Joshiy sir treats every character like a hero: Nyla Usha
The actor talks about her character in Porinju Mariyam Jose, getting over the fear of working with director Joshiy and being a role model for women
After a break, the effervescent Nyla Usha is back in another lead role, in legendary director Joshiy’s film, no less. She plays Alapatt Mariyam, one of the three main characters of his eagerly awaited film Porinju Mariyam Jose, which arrives in theatres this Friday. In the film, she’ll be sharing the screen with Joju George and Chemban Vinod Jose, who play Porinju and Jose respectively.
An RJ by profession, Nyla still doesn’t take the ‘celebrity’ tag seriously. “You feel like a celebrity in the midst of a large crowd, but then the feeling slowly dissipates once you get in your car and leave. Everything is back to normal later,” she says.
What she really gets a kick out of, however, is the fact that she is seen as an inspirational figure by a lot of women. “Because I’m able to balance my family and professional life, which a lot of women are unable to do, I’m a role model for them,” she believes. “There are women who could be more talented than me but can’t pursue their passion due to family commitments. And when they see me do all these things, they feel maybe it’s not too late for them to start.”
How scary is it to be on the set of a Joshiy film? Because I’ve heard some stories.
(Laughs) Yes, I’ve heard them too. Since there was always this talk in the air that he is a very serious person, I came to the set slightly worried because I don’t rate myself as a great actor who is always fully prepared. I’m a clean slate. I just show up on set and do whatever I feel at that particular moment. I don’t know any techniques of acting at all. So the idea was to get through everything without making him furious. But when I met him for the first time before the shoot, I found him to be a simple man. He even introduced me to his family. So I thought maybe he’ll change his colours on the set.
But when filming began—and the first two scenes feature me—he still didn’t carry the airs of a master director. But, as you know, certain people command respect and, because of the volume of work he has done, as part of the respect, everyone is naturally scared. Personally, I think he is a very sweet person. He used to sit with us and recount his experiences of making his earlier classics like New Delhi, January Oru Orma, etc. And he has not shared those things in any interview. It’s a surreal feeling to hear about the films we grew up watching. I was never scared of him after the first day.
Could you give us a gist of what the film is about?
It’s set in 80s’ Thrissur, against the backdrop of the church festivals, the fights, and payback. It’s about the little fights eventually getting bigger and uglier and their consequences. There is love, death, hope, revenge... everything.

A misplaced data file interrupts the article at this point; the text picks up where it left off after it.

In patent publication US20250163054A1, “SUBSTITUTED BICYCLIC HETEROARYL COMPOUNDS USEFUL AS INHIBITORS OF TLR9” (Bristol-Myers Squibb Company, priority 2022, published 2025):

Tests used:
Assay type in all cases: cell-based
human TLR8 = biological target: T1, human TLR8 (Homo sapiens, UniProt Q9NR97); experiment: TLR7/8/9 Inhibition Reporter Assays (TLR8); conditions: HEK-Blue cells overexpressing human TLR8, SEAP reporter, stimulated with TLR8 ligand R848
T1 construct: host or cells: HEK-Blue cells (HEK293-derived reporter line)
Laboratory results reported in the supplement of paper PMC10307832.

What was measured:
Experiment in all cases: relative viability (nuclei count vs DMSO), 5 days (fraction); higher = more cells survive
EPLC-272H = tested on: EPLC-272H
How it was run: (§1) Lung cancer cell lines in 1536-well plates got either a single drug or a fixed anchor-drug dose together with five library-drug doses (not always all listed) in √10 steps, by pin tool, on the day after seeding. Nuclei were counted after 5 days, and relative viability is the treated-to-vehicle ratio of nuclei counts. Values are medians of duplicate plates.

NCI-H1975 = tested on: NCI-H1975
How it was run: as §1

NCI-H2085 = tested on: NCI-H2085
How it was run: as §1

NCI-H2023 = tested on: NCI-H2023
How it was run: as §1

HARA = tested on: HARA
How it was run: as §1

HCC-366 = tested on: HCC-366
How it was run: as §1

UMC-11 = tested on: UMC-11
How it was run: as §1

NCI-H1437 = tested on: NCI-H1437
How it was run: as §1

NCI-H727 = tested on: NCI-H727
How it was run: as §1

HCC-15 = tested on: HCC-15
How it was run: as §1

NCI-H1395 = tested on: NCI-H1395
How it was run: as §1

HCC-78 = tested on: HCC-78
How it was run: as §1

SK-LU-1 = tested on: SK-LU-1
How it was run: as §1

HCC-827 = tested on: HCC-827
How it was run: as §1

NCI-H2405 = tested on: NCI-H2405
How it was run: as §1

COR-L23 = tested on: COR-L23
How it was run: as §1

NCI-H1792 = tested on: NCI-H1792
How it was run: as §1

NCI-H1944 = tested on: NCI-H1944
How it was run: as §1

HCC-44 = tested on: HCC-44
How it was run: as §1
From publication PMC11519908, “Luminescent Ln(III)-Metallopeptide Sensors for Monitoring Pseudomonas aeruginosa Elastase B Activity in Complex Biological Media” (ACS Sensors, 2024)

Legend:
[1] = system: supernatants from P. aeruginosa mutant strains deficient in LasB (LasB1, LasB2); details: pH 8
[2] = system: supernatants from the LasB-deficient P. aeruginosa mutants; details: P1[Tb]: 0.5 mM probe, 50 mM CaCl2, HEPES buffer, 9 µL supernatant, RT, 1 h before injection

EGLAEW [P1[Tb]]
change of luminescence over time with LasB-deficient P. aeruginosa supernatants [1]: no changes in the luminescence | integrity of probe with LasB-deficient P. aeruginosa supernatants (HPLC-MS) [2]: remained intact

Are you into violent films generally?
No. I cannot see fights and bloodshed. I don’t mind violence if they’re part of the story but not when it’s present just for the sake of it. I love peace and quiet. I was in the last flight that landed in Kochi some days ago when the floods happened, and I was supposed to fly off to somewhere else but got stuck in the airport. And there I saw a group of people fighting, which got me very anxious. I can’t stand things like that.
My favourite of all your characters is Effy from Diwanjimoola Grand Prix. Is Mariyam, by any chance, a more potent version of her?
Yes, Mariyam is definitely a very powerful character. The speciality of any Joshiy film is that he treats every character like a hero. Mariyam is a hero, and she gets an introduction worthy of one. In her first scene itself, you get an idea of who she is. She is a firebrand. The difference between Effy and Mariyam is that the former is not very loud even though she is bold and a bit careless. Mariyam, on the other hand, is very statement-driven. There are a lot of layers to her—she goes through a lot of emotions—and she makes her presence known.
Is RJ-ing closer to you as a profession? Also, does it make you feel much closer to people as opposed to acting?
Absolutely. With acting, I’m playing somebody else. I have to look and be a certain way. With RJ-ing, I’m just being me. I switch on the mic and become myself. What better incentive than people liking you for what you are? I don’t think people listen to me because of my voice; it has to be the personality behind that voice. They know my likes and dislikes. For some, the radio is like a member of their family. For me, be it sad or happy days, when I switch on that mic, I forget everything else. It’s very rejuvenating for me. I’m on the air for five hours in the morning. Making people happy and spreading positive vibes is a very beautiful job, isn’t it?